The majority report said: “It [the land] truly flows with milk and honey . . . Nevertheless the people who dwell there are strong; the cities are fortified.” Upon hearing that, Caleb could not restrain himself. He had heard enough negative nonsense. He leaped to his feet and said, “Let us go up at once and take possession, for we are well able to overcome it.” But the ten other spies shot back: “The land through which we have gone as spies is a land that devours its inhabitants, and all the people whom we saw in it are men of great stature.” Then the people’s hearts melted within them; all night they “raised their voices and wept aloud.” Joshua and Caleb submitted the minority report, reminding the Israelites that with God’s help, they could take the land. But the people wouldn’t listen. These two men were the only ones with faith in God. And they became the only ones from that generation who eventually entered the Promised Land.

These two men based their faith on God’s promises. That’s how they overcame their fears and fought to enter the Promised Land. We need to do the same thing. When circumstances overwhelm you and the task at hand is daunting, place your full faith in God and trust that He will deliver you into your promised land.

“With God, go over the sea—without
Him, not over the threshold.”
Russian Proverb

He Shall Return

“For the Lord Himself will descend from heaven with a shout, with the voice of an archangel, and with the trumpet of God. And the dead in Christ will rise first. Then we who are alive and remain shall be caught up together with them in the clouds to meet the Lord in the air. And thus we shall always be with the Lord.”

— 1 Thessalonians 4:16-17

As Christians we have an incredible event to anticipate—Christ’s second coming. Why do we know this will happen? Because more than three hundred times in the New Testament, the Scriptures very boldly state that Jesus Christ will return; even more prophecies are found in the Old Testament concerning His second Advent. And Jesus Himself declared it unequivocally, “I will come again, and receive you unto myself.” History marches on to that very moment; His return will be the great climax of all time.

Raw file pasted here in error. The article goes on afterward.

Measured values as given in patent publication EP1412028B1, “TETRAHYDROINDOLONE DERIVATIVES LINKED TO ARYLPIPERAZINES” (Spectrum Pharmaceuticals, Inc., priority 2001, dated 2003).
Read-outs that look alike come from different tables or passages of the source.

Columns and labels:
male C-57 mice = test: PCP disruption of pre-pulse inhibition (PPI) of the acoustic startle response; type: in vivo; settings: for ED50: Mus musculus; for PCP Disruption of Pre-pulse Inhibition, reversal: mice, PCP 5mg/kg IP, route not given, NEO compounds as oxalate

Are you ready for it?

Every Sunday for centuries, the Christian Church around the world has confirmed Christ’s second coming. In the Apostles’ Creed, we declare, “From thence He (Jesus) shall come to judge the quick and the dead.” This is confirmed by the Nicene Creed, the Constantinople Creed, the Westminster Confession, the Thirty-Nine Articles of the Church of England, the Augsburg Confession, and all of the other great confessions of the Church. Jesus Christ is coming back to this world.

Are you prepared?

Although we know for certain that this event will happen, we don’t know when. Numerous people have claimed to figure out the exact day and time. (Imagine that—the angels don’t even know, but people rush in where angels fear to tread, and they proclaim both year and date.) But the Scripture says that Jesus will come at an hour when we won’t expect Him. He’ll come suddenly, like a thief in the night. He might come today or a thousand years from now.

Either way we must be ready. Would you want the Lord to come today? Are you ready to be in His presence? From now on, live each day as if it’s the day He’ll return.

“His [Jesus’] teaching on the subject quite clearly consisted
of three propositions: 1. That he will certainly return.
2. That we cannot possibly find out when.
3. And that therefore we must always be ready for him.”
C. S. Lewis

When Your Love Grows Cold

“Greater love has no one than this, than to lay down one’s life for his friends.”

— John 15:13

As human beings we go through an enormous variety of emotions. Feelings are part of life’s color; when we don’t feel anything, life can seem flat and drab.

As tough as it is to admit, loving our Lord falls in this category. While His love for us is constant and eternal, some days, because we are human and sinful beings, we don’t naturally feel a sense of love overflowing toward Him.

When we find loving our Lord difficult, how can we renew our love for Him? We do this by remembering His suffering for us. I am amazed at how glibly we repeat those words, “Christ died for my sins,” without considering the incredible truth contained therein. When we remember Christ’s anguish in the Garden of Gethsemane, the agony He suffered at the hands of the high priest and Pontius Pilate, the excruciating death He endured on the cross, then love for our Lord and Savior should flood our hearts. This is why the Lord’s Supper is so important. It reminds us of His sufferings on our behalf. When we fix our minds on that thought—that our Creator died for us—our love for Him will be renewed.

Whenever you feel that your love for the Lord has grown cold, climb the mountain of Calvary and breathe in the fresh air from Heaven. This will renew your soul and increase your spiritual vitality.

“I love Thee, because Thou has first loved me, And purchased
my pardon on Calvary’s tree. I love Thee for wearing the
thorns on Thy brow; if ever I loved Thee, My Jesus ’tis now.”
William R. Featherstone